Once the locking pin shoulder is below the locking catch, the tensioner should automatically "lock". In the photograph below the tensioner is fully retracted. As the tension is released the locking catch is supposed to pivot and catch on the shoulder of the locking pin.This is not always the case. In three sets of 20 consecutive retract simulations, the locking catch only worked an average of six times per set (30%). Of those average six "locks" four were so marginal in terms of how much metal of the locking pin shoulder that was actually engaged in the locking catch, that any unusual vibration would almost certainly unlock the tensioner, with disastrous results.

To complicate matters, this is all done somewhat "blind" as this process cannot be seen from the top of the engine with the valve covers off.

Notice the position of the locking catch (blue arrow). In the photograph above the tensioner is fully retracted, however the locking catch is still parallel with the locking pin. (red arrow). It has not locked automatically.

The photograph below shows the locking catch being manually "locked" on the shoulder of the locking pin by using the bent screwdriver.

In the photograph below the bend screwdriver has been removed. The tensioner in now in the "locked" position. Note angle of the locking catch (blue arrow). Also note that the tensioner "blade/arch" (red arrow) is almost vertical, away from the timing chain. This would now allow you to remove the cam sprockets or remove the tensioner if access permitted.

My recommendation is to manually "lock" the locking catch by maintaining the tensioner's full "retract" position while the locking catch is activated by using the "tool" through the timing cover and twisting in an anticlockwise direction.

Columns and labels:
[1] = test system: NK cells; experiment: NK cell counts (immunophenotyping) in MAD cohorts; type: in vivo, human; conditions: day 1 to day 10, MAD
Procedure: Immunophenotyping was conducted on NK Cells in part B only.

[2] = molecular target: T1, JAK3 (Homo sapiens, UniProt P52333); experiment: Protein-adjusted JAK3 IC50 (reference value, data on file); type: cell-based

This is important. By keeping the locking catch fully released (applying anticlockwise tension) during the complete tensioner retract process, you can "feel" when the locking catch engage and lock at the top of the locking pin.

The locking catch will move slightly more in the anticlockwise direction when it locks to the shoulder of the locking pin.

The recommendation for retracting the tensioner is to unlock the locking catch and keep it unlocked my maintaining constant anticlockwise force during the full and complete retraction of the tensioner. Once the tensioner is fully retracted, tension must be maintained on the locking catch until it positively locks on the shoulder of the locking pin by moving slightly more in the anticlockwise direction.

Releasing the tensioner is a reverse of the retract procedure. First the tension is removed from the locking catch by pulling up the top of the tensioner via the "hook" of my tensioner retract tool (blue arrow). With the spring tension released and maintained, the locking catch is released from the pin shoulder by twisting clockwise with my 90 degree screwdriver.(arrow)

With locking catch released from locking pin shoulder, the tensioner can be slowly released. There is a small possibility that the locking catch can get hung up on the locking pin during the release process. Therefore:

I recommend that the locking catch is released, and held, while the tensioner is released.

Notice the "blade" of the tensioner becomes more convex as the tensioner is retracted. This would force the blade against the timing chain to produce the desired effect of eliminating slack and applying the proper tension.

Tension completely relieved from tensioner. This is the normal position in the engine.

It's important when retracting the tensioner that you visualize what the tensioner mechanism is doing. A mistake while retracting or releasing this part will absolutely ruin your day.